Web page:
Synthesis of DsRNA and Microinjection
For dsRNA synthesis, a 388 bp fragment of Fz2 was amplified from cDNA using forward and reverse primers Fz2-F and Fz2-R, respectively (Supplementary Table S2). The reaction conditions were as follows: 35 cycles at 95°C for 30 s, 58°C for 30 s, and 72°C for 45 s, with a final extension at 72°C for 10 min. PCR products were sequenced, and only products where forward and reverse sequences aligned well (98%) were used as templates for dsRNA synthesis. The gene-encoding green fluorescent protein (GFP) from Expression vector PHT3AG (ACY56286) was used as control dsRNA, and primers GFP-F and GFP-R were used to amplify the 688 bp fragment containing GFP from Expression vector PHAT3AG plasmid. The T7 RiboMax Express RNAi System (Promega, Madison, WI, United States) was used to prepare dsRNAs. Sense and antisense dsRNAs were generated in separate reactions, precipitated and resuspended in nuclease-free water as described previously (Chen et al., 2010). The quantity and purity of dsRNAs were determined by UV spectroscopy and agarose gel electrophoresis.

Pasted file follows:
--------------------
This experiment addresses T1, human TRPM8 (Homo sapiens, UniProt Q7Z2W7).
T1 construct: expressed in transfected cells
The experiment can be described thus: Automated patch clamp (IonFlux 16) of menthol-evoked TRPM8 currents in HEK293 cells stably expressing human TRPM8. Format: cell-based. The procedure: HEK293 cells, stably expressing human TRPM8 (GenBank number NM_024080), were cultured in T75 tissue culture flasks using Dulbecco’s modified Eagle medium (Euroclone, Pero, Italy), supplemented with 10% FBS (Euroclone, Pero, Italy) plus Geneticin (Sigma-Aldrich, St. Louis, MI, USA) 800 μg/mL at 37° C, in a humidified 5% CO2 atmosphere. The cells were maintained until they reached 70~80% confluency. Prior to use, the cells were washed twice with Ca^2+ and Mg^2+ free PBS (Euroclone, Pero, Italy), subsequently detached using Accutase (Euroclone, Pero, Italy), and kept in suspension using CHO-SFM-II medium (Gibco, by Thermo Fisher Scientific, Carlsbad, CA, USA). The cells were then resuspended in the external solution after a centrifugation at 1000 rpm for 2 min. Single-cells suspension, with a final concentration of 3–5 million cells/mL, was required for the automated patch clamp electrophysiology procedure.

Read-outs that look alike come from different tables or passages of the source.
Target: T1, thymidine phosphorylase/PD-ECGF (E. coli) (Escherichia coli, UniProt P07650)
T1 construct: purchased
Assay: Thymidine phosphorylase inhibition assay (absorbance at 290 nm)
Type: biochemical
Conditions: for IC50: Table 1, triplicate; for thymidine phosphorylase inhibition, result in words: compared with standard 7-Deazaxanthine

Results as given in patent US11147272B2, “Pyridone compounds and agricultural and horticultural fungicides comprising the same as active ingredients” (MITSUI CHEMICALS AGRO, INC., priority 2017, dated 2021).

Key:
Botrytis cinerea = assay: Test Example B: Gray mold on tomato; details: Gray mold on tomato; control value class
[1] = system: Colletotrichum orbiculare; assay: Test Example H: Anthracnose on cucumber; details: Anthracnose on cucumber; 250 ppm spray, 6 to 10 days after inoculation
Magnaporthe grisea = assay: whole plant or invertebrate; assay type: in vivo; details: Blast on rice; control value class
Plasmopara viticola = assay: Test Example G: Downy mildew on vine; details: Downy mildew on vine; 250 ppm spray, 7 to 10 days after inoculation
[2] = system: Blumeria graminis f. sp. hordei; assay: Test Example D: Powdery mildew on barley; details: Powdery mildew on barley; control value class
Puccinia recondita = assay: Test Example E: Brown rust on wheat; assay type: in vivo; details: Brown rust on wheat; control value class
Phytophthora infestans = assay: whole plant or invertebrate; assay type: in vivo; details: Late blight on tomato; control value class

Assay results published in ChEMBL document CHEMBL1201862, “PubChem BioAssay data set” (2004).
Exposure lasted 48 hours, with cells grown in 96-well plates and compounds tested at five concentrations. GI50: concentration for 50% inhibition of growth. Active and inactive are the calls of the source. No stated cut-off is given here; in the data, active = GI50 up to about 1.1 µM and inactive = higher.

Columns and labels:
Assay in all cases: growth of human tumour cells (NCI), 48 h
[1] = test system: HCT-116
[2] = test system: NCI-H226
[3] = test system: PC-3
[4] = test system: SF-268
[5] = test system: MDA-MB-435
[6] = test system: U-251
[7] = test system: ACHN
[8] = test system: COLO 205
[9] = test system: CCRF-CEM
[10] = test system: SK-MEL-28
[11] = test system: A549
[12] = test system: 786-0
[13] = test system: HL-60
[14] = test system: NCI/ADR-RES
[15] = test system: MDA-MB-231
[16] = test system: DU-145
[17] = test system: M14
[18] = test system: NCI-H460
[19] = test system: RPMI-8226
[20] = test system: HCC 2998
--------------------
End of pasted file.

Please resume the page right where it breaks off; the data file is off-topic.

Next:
C. lividipennis was microinjected with dsRNA as described by Wang et al. (2018). In a preliminary study, we evaluated five different dsRNA concentrations, which were designated high (80 and 100 ng), medium (40 and 60 ng), and low (20 ng); 60 ng dsFz2 was selected as an optimum concentration based on the survival rate and RNAi efficiency of C. lividipennis (data not shown). Purified dsFz2 (60 ng) was injected into the mesothorax of fifth instar C. lividipennis nymphs using a FemtoJet Microinjector (Eppendorf-Nethler-Hinz, Hamburg, Germany); nymphs were then transferred into glass cylinders (7.5 × 1.2 cm) that served as feeding chambers. Diet capsules were replenished every other day. Newly emerged, dsFz2-treated virgin females were then paired with an untreated male. Adult females (n = 100) were collected 2 days after emergence (DAE) to determine soluble protein content of ovaries and fat bodies (n = 15, N = 3 replicates), juvenile hormone (JH) III and ecdysteroid titers (entire body of mated female, n = 5, N = 3), and body weight (n = 10, N = 3). Furthermore, the expression of Wnt/β-catenin signaling genes (Wnt, Dvl, GSK3β, β-catenin, and TCF) was examined, and the number of developed oocytes at 4 DAE (n = 10) was assessed. Fat bodies were examined to determine the accumulation of Vg mRNA and protein at 2 DAE. Fifty dsFz2-treated, mated adult females were collected at 1, 2, 3, 5, and 7 DAE to examine the efficiency of silencing by RNAi (n = 5, N = 3). Fifty dsFz2-treated, mated adult females were also dissected to obtain reproductive tracts at 4 DAE (Ge et al., 2020). The longevity of adult females, preoviposition and oviposition periods, and number of eggs laid per mating pair were determined (one dsFz2-treated female mated with an untreated male; and one dsGFP-treated female mated with an untreated male; n = 10). The number of eggs laid by the following pairs was also determined: one dsFz2-treated female mated with an untreated control male, one dsTOR-treated (50 ng) female mated with an untreated male, one dsTOR/dsFz2-treated female mated with an untreated male, and one dsGFP-treated female mated with an untreated male (n = 10).